Exhibit P-7. The State Farm policy defines the term "occurrence," in relevant part as "an accident, including exposure to conditions which results in bodily injury . . . during the policy period." Id. The policy also includes an intended harm exclusionary clause that denies coverage for bodily injury which is "either expected or intended by an insured," or "which is the result of willful or malicious acts of an insured."*fn8 Id.

B. State Farm's Duty to Defend or Indemnify

The interpretation of an insurance policy is governed by the following rules of contract interpretation: 1) terms must be given their ordinary meaning; 2) ambiguous terms should be construed against the insurer; 3) "a term is ambiguous only if `reasonably intelligent men on considering it in the context of the entire policy would honestly differ as to its meaning;'" and 4) the parties' "true intent must be determined not only from the language but from all the surrounding circumstances." United Services Auto. Assoc. v. Elitzky, 358 Pa.Super. 362, 369, 517 A.2d 982 (1986) (quoting Erie Ins. Exch. v. Transamerica Ins. Co., 352 Pa.Super. 78, 507 A.2d 389, 392 (1986)); See also Mohn v. American Cas. Co. of Reading 458 Pa. 576, 585, 326 A.2d 346 (1974) (citing Burne v. Franklin Life Insur. Co., 451 Pa. 218, 226, 301 A.2d 799 (1973)) ("Furthermore, where the contract is one of insurance any ambiguity in the language of the document is to be read in a light most strongly supporting the insured.")

The underlying complaint fixes the parameters of an insurer's obligation to defend its insured. Elitzky at 368, 517 A.2d 982. A carrier's duties to defend and indemnify an insured in a suit brought by a third party depend upon a determination of whether the third party's complaint triggers coverage. Mut. Benefit Ins. Co. v. Haver, 555 Pa. 534, 538, 725 A.2d 743. See also General Accident Ins. Co. of America v. Allen, 547 Pa. 693, 706, 692 A.2d 1089 (1997); Wilson v. Maryland Cas. Co., 377 Pa. 588, 595, 105 A.2d 304 (1954). If coverage (indemnification) depends upon the existence or nonexistence of undetermined facts outside of the complaint, until the claim is narrowed to one patently outside the policy coverage, the insurer has a duty to defend claims against its insured. Stidham v. Millvale Sportsmen's Club, 421 Pa.Super. 548, 564, 618 A.2d 945 (1992). State Farm may rely on evidence outside the underlying complaint to prove that it has no duty to indemnify the underlying claim. Am. States Ins. Co. v. State Auto Ins. Co., 721 A.2d 56, 63 (1998) (quoting Pacific Indem. Co. v. Linn, 590 F. Supp. 643 (E.D.Pa. 1984), affd, 766 F.2d 754 (3rd Cir. 1985)). The Court will consider the underlying civil complaint, the prior criminal conviction, and intent testimony submitted in the instant action to determine if the intended harm exclusionary clause precludes indemnification.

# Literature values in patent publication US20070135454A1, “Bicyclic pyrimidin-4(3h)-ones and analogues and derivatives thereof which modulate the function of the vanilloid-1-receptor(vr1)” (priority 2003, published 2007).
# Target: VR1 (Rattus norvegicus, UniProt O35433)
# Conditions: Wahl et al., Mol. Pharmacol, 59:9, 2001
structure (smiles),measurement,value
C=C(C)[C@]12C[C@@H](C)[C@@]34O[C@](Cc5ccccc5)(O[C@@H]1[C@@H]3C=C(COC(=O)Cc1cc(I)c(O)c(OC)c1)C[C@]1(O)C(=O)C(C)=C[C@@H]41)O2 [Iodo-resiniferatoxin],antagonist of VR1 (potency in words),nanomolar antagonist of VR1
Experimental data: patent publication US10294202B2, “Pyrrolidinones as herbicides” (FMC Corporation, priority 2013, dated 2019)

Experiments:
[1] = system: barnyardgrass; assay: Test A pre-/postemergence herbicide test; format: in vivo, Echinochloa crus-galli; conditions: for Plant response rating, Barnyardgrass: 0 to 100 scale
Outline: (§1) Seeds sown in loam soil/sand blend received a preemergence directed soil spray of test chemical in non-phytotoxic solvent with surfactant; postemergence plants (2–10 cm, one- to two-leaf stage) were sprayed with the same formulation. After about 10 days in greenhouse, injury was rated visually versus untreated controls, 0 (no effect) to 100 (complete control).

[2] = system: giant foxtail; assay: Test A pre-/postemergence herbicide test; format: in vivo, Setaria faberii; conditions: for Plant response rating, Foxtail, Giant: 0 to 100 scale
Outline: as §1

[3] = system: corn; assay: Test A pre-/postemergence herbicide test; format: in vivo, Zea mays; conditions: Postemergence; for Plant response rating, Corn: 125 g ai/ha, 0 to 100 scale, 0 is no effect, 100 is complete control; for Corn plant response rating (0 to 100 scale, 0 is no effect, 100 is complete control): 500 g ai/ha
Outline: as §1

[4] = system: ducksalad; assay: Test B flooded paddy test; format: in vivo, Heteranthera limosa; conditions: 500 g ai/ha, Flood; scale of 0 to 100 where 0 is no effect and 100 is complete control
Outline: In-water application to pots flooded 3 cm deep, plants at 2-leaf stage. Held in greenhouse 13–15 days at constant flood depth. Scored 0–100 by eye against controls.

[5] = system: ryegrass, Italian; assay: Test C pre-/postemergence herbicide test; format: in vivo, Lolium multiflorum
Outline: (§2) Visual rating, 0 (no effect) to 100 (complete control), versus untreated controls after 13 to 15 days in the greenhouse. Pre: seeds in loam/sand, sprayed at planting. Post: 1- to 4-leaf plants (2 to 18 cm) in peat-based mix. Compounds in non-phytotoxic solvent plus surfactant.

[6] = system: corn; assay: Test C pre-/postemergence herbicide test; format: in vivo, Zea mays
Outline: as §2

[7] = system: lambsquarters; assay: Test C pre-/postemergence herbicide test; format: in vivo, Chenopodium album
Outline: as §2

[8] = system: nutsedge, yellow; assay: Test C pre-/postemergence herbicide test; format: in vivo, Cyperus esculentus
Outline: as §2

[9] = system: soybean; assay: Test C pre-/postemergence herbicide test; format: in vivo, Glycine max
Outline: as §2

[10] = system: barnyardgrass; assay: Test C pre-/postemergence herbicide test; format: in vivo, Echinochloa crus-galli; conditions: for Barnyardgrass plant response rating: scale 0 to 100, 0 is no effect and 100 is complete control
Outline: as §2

1. Nature of the Underlying Complaint

On October 15, 1997, Ms. Maschal filed a Complaint in the Bucks County Court of Common Pleas against Mr. Dunlavey and the T's Route 13 Sports Area seeking compensatory damages for her injuries. The Maschal action alleges that on May 2, 1995, "Dunlavey was visibly intoxicated" and "carelessly, negligently, and recklessly swung a heavy motorcycle helmet in the direction of [her] head, and struck [her] in the head causing severe head injuries." See Exhibit P-2 at 2-3 (Underlying Civil Complaint captioned Katie Maschal vs. James Dunlavey, Jody Dunlavey, Thomas Sheedy, and 2209 Enterprises, Inc.). The plaintiff in the underlying action has stated a claim for negligent or reckless, rather than intentional, infliction of injury, which appeared to qualify as an "occurrence" within the policy's coverage, triggering the insurer's duty to defend. However, State ...